References

The beginning of twelve step programs is usually traced back to 1935, when Bill W. and Dr. Bob began first meeting together and with other alcoholics and began using a 12 step process for recovery from alcoholism. The organization that grew out of these initial meetings came to be known as "Alcoholics Anonymous" or A.A. and is the model for many subsequent 12 step groups that deal with different addictions besides alcoholism.

Because of the tremendous growth of 12 step programs since that time, there are a great deal number of books, websites, treatment facilities and other resources related to the 12 step program. The resources presented here are some of the first and most "standard" references for working the 12 step program. They should be valuable to anyone who wants to work a recovery program using the 12 step approach.


Alcoholics Anonymous (Big Book)

First published in 1939 and subtitled The Story of How Many Thousands of Men and Women Have Recovered from Alcoholism, the Alcoholics Anonymous (A.A.) 'Big Book', as it is commonly called, is the first text written about the experiences of the founders of the A.A. movement. It tells the story of Bill W., one of the co-founders of A.A. and how the program worked in the early days of the movement. It is full of much timeless and practical wisdom and is the first standard (and some would say the only standard) text of A.A. and, subsequently, of 12 step programs.

You can read the book online (2nd edition) or you can download the book (496 KB download size) in PDF format.


The Promises

The Promises come from the A.A. Big Book and state the promises that are offered to those who sincerely work the 12 steps of recovery.


Twelve Traditions

The 12 Traditions also come from the A.A. Big Book and state the traditions that grew out of experience while trying to build an A.A. organization that would help others to effectively recover from the disease of alcoholism.


Versions of the Steps

These versions of the steps give the wording of the 12 steps for the different groups that have adopted this approach, such as Narcotics Anonymous, Gamblers Anonymous and many others. For the most part, the steps are usually very similar in wording, building on the wisdom of the initial 12 steps.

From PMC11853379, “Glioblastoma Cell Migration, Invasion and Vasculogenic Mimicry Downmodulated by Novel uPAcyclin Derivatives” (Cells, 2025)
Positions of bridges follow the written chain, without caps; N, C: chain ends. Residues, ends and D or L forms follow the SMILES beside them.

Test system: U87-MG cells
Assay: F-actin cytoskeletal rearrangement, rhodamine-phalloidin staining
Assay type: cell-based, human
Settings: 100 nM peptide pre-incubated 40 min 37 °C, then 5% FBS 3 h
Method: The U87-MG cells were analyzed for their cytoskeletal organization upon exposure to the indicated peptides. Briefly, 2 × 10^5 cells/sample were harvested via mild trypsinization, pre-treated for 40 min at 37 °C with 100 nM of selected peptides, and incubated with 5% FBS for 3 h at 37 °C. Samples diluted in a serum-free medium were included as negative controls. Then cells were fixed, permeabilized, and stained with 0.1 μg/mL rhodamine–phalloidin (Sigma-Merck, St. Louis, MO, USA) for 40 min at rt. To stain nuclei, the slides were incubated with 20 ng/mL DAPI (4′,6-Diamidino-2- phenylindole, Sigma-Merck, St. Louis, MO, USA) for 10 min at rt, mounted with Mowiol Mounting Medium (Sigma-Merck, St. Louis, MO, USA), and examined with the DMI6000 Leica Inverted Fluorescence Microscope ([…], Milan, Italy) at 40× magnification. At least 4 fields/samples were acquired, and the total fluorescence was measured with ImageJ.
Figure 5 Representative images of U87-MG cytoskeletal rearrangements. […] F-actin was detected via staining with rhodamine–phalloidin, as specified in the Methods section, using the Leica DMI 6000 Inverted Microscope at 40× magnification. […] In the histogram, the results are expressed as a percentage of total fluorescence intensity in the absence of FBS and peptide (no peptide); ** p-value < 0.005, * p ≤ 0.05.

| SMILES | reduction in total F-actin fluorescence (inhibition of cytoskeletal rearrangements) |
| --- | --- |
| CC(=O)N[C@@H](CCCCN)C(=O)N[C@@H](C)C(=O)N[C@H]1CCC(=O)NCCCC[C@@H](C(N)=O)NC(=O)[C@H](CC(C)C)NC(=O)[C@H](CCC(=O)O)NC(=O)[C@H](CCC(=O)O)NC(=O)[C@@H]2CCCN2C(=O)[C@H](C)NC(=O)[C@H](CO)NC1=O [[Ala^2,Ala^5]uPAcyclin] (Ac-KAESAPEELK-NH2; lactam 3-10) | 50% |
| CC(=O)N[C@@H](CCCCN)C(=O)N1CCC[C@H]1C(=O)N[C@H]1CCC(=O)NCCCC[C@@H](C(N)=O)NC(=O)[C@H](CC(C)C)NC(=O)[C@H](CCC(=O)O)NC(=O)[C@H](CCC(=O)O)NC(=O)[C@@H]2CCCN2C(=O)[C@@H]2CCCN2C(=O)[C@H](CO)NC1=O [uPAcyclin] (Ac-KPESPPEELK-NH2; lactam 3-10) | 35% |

Meeting Documents

These meeting documents are links to documents that are used in 12 step meetings. They can be useful for investigating how a meeting works before you go to a meeting, or they can be used in the chairing and leadership of a meeting that you may be attending.


The Bible and the 12 Steps

Historians have traced the genesis of the 12 step programs in Alcoholics Anonymous (A.A) back to the Oxford Group, a Christian evangelistic movement from the early 1900s. Bill Wilson, one of the co-founders of A.A., after being visited by an old friend, Ebby Thatcher, was restored to sobriety through the principles from the Oxford Group.

In the subsequent development of A.A., Bill Wilson eventually distanced himself from the Oxford Group in order to reach out to Catholics and other groups who were forbidden from or uncomfortable with the evangelical emphasis. However, many of the traditions of the Oxford Group continue in the A.A. approach and the Scriptures remain the foundation for recovery for many of those in A.A. and other 12 Step groups.

Commentaries on the Scriptures are presented in this section of our web site in light of the 12 Step program. These comments are primarily the thoughts of one commentator from 12Step.org, so please take them with a grain of salt and, as the 12 step saying goes, "Take what you need and leave the rest".